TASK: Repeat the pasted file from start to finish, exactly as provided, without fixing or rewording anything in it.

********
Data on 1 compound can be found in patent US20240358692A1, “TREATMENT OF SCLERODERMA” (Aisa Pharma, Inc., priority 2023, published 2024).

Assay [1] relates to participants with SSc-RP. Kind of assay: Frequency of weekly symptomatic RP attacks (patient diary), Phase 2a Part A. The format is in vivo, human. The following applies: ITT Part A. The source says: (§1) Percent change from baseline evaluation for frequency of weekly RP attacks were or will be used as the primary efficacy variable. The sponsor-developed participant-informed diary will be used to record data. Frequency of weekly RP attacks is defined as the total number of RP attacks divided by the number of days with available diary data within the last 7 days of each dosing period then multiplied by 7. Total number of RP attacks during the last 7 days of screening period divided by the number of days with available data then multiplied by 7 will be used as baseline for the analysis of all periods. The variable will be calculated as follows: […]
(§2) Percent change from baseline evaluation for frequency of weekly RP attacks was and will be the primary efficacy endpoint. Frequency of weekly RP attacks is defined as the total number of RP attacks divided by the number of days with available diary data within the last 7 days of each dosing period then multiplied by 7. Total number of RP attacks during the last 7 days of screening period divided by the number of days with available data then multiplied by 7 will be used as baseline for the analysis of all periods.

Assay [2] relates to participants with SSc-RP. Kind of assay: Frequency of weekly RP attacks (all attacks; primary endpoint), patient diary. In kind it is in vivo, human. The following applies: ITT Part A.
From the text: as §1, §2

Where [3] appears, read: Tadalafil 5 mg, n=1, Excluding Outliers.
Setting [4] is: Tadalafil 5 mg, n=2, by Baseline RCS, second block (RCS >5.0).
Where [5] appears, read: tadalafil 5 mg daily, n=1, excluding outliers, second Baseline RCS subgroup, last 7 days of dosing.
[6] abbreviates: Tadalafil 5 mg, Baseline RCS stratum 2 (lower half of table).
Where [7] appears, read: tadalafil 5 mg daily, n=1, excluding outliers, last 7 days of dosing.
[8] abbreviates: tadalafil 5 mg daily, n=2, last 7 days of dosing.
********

Data on 1 compound can be found in patent US20240358692A1, “TREATMENT OF SCLERODERMA” (Aisa Pharma, Inc., priority 2023, published 2024).

Assay [1] relates to participants with SSc-RP. Kind of assay: Frequency of weekly symptomatic RP attacks (patient diary), Phase 2a Part A. The format is in vivo, human. The following applies: ITT Part A. The source says: (§1) Percent change from baseline evaluation for frequency of weekly RP attacks were or will be used as the primary efficacy variable. The sponsor-developed participant-informed diary will be used to record data. Frequency of weekly RP attacks is defined as the total number of RP attacks divided by the number of days with available diary data within the last 7 days of each dosing period then multiplied by 7. Total number of RP attacks during the last 7 days of screening period divided by the number of days with available data then multiplied by 7 will be used as baseline for the analysis of all periods. The variable will be calculated as follows: […]
(§2) Percent change from baseline evaluation for frequency of weekly RP attacks was and will be the primary efficacy endpoint. Frequency of weekly RP attacks is defined as the total number of RP attacks divided by the number of days with available diary data within the last 7 days of each dosing period then multiplied by 7. Total number of RP attacks during the last 7 days of screening period divided by the number of days with available data then multiplied by 7 will be used as baseline for the analysis of all periods.

Assay [2] relates to participants with SSc-RP. Kind of assay: Frequency of weekly RP attacks (all attacks; primary endpoint), patient diary. In kind it is in vivo, human. The following applies: ITT Part A.
From the text: as §1, §2

Where [3] appears, read: Tadalafil 5 mg, n=1, Excluding Outliers.
Setting [4] is: Tadalafil 5 mg, n=2, by Baseline RCS, second block (RCS >5.0).
Where [5] appears, read: tadalafil 5 mg daily, n=1, excluding outliers, second Baseline RCS subgroup, last 7 days of dosing.
[6] abbreviates: Tadalafil 5 mg, Baseline RCS stratum 2 (lower half of table).
Where [7] appears, read: tadalafil 5 mg daily, n=1, excluding outliers, last 7 days of dosing.
[8] abbreviates: tadalafil 5 mg daily, n=2, last 7 days of dosing.